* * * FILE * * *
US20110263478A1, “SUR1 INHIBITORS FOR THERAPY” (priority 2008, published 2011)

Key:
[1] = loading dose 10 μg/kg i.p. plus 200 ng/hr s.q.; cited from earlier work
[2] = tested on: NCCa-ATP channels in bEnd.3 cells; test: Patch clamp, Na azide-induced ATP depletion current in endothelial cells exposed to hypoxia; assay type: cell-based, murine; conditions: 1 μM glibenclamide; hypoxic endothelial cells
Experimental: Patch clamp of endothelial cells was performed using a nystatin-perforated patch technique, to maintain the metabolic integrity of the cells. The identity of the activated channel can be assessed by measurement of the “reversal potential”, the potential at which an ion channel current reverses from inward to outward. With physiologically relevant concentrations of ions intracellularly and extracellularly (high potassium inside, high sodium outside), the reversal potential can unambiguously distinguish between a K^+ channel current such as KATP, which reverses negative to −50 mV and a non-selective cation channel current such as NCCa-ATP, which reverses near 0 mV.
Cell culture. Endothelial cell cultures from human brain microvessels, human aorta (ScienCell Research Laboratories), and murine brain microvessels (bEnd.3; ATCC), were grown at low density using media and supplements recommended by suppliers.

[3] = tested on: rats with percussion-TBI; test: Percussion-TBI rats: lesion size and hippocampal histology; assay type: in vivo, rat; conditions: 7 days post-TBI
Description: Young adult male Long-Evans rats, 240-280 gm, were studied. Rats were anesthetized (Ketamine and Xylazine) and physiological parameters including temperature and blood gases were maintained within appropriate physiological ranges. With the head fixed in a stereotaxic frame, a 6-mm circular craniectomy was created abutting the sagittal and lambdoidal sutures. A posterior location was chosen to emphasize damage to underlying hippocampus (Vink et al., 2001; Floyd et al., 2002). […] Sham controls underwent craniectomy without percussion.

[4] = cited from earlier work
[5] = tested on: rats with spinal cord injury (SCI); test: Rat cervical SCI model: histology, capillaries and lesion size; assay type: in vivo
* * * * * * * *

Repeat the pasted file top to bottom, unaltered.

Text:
US20110263478A1, “SUR1 INHIBITORS FOR THERAPY” (priority 2008, published 2011)

Key:
[1] = loading dose 10 μg/kg i.p. plus 200 ng/hr s.q.; cited from earlier work
[2] = tested on: NCCa-ATP channels in bEnd.3 cells; test: Patch clamp, Na azide-induced ATP depletion current in endothelial cells exposed to hypoxia; assay type: cell-based, murine; conditions: 1 μM glibenclamide; hypoxic endothelial cells
Experimental: Patch clamp of endothelial cells was performed using a nystatin-perforated patch technique, to maintain the metabolic integrity of the cells. The identity of the activated channel can be assessed by measurement of the “reversal potential”, the potential at which an ion channel current reverses from inward to outward. With physiologically relevant concentrations of ions intracellularly and extracellularly (high potassium inside, high sodium outside), the reversal potential can unambiguously distinguish between a K^+ channel current such as KATP, which reverses negative to −50 mV and a non-selective cation channel current such as NCCa-ATP, which reverses near 0 mV.
Cell culture. Endothelial cell cultures from human brain microvessels, human aorta (ScienCell Research Laboratories), and murine brain microvessels (bEnd.3; ATCC), were grown at low density using media and supplements recommended by suppliers.

[3] = tested on: rats with percussion-TBI; test: Percussion-TBI rats: lesion size and hippocampal histology; assay type: in vivo, rat; conditions: 7 days post-TBI
Description: Young adult male Long-Evans rats, 240-280 gm, were studied. Rats were anesthetized (Ketamine and Xylazine) and physiological parameters including temperature and blood gases were maintained within appropriate physiological ranges. With the head fixed in a stereotaxic frame, a 6-mm circular craniectomy was created abutting the sagittal and lambdoidal sutures. A posterior location was chosen to emphasize damage to underlying hippocampus (Vink et al., 2001; Floyd et al., 2002). […] Sham controls underwent craniectomy without percussion.

[4] = cited from earlier work
[5] = tested on: rats with spinal cord injury (SCI); test: Rat cervical SCI model: histology, capillaries and lesion size; assay type: in vivo